I feel like I need a good rant. And since this is the only blog I’m using at the moment, you get to be at the business end of my pent up personal frustration. You should brag to your friends about how lucky you are! I could rant about the fact that my good iPod earphones have a loose wire and the left ear no longer plays properly.
Or I could whine about the fact that I bought the new Rolling Stone today and Megan Fox’s cover shot made me feel sub-human.
But neither of those things would be very interesting on a wrestling blog. Actually, they wouldn’t be interesting on any blog. So I’ll rant briefly about a wrestling topic.
On last night’s Raw a Diva draft was set in motion. Again. We had the main annual draft in April (good times), we had an additional bit of personnel shuffling at the end of June (neutral times) and now we have another run of Diva movement (bad times). Let me just say, my exasperation has nothing to do with the fact that I’m annoyed I won’t now be able to marvel at Mickie James at the Raw house show in Cardiff next month. Alright, it might have a little bit to do with it. But my main beef is with the women’s division as a whole.
The lacklustre WWE women’s division is no secret. In fact, it has become a standing joke. When Trish Stratus returned as guest host of Raw a few weeks ago it only seemed to highlight how the profile of the division has slowly fallen following Trish’s departure. This is in no way a slight on the ladies’ in-ring talent. True, there are some who are still in the developmental stage and some who have limited roles as wrestlers. That is nothing new. But there are a handful of excellent workers who, when they’re given TV/mic time and their matches aren’t rushed through, pull off some very good matches. What’s sorely lacking is creative input. Instead of investing in its women’s division and capitalising on the talent they have on the payroll, the WWE seem more than happy to allow the female roster to languish in a town called mediocrity.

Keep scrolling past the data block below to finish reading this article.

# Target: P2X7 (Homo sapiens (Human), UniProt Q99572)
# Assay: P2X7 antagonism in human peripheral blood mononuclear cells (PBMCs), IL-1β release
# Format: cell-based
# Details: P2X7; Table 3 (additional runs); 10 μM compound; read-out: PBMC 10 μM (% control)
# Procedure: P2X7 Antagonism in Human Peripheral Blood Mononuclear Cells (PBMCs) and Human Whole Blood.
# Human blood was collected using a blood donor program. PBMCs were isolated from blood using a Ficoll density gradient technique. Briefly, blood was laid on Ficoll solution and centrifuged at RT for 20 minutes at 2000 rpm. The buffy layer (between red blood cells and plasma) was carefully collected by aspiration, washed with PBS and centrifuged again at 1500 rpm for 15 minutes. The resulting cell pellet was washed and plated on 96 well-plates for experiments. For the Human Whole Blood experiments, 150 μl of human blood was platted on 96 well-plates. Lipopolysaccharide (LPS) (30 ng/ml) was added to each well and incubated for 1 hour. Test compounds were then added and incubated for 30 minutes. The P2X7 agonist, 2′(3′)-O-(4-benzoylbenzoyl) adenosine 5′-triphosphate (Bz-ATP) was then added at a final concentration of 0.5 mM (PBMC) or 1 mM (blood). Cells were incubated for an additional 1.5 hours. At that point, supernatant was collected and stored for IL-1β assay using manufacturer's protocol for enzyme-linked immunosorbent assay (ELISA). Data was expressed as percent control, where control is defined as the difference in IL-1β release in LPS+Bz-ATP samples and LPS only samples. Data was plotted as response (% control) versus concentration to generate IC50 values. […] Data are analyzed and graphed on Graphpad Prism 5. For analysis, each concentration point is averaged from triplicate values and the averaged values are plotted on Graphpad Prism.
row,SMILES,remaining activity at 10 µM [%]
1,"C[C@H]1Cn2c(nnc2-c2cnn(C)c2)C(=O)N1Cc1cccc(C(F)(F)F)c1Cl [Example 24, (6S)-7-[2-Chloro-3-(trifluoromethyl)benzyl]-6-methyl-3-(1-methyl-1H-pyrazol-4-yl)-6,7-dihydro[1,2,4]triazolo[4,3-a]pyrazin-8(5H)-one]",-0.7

I struggle to watch TNA. Half the crowd appear to be British tourists in regional football shirts with no clue what they’re watching. And at times the quality of the production makes me bite down on a cushion. It may be a collection of has-beens and wannabes, but we’ve all got to start and end somewhere. Oh, and its women’s division just happens to be brilliant.
I am increasingly willing to spend my time watching a show which sets my teeth on edge purely to see some decent female characterisation. They’re cashing in on the trick the WWE fail to acknowledge. And that’s why this latest Diva draft frustrates me so much. It’s the equivalent of sitting down to a game of chess without knowing how to play or what to do with each piece. Each piece moves in a different way and has its own specific attributes. You can move those pieces from one square to another as much as you like, but if you don’t do anything deliberate and clever with them, you lose. In this case, we lose too.
Divas can flit from Smackdown to ECW to Raw as many times as creative feel like picking them up and placing them down again. But if reaching the WWE is supposed to be pinnacle of a professional wrestler’s career, it must surely be an anti-climax for the women who sign WWE contracts. Or at least those who were already wrestling with other companies. It’s as if they’re trying to give each brand the perfect mix of women, because once they crack that tricky combination lock everything will be ok. I wouldn’t even mind if they just tried to give the ladies some storylines. Somehow, indifference is even more offensive than writing poor feuds.
So, Mickie James and Beth Phoenix go to Smackdown, Melina, Eve and The Bella Twins go to Raw and Rosa Mendes heads off to ECW. Of course, it means absolutely nothing unless the creative team have some interesting feuds and well thought out plans for each ‘character’ in the office filing cabinet. Each shake-up seems to promise so much and deliver so little. I would very much like to be proven wrong on this occasion.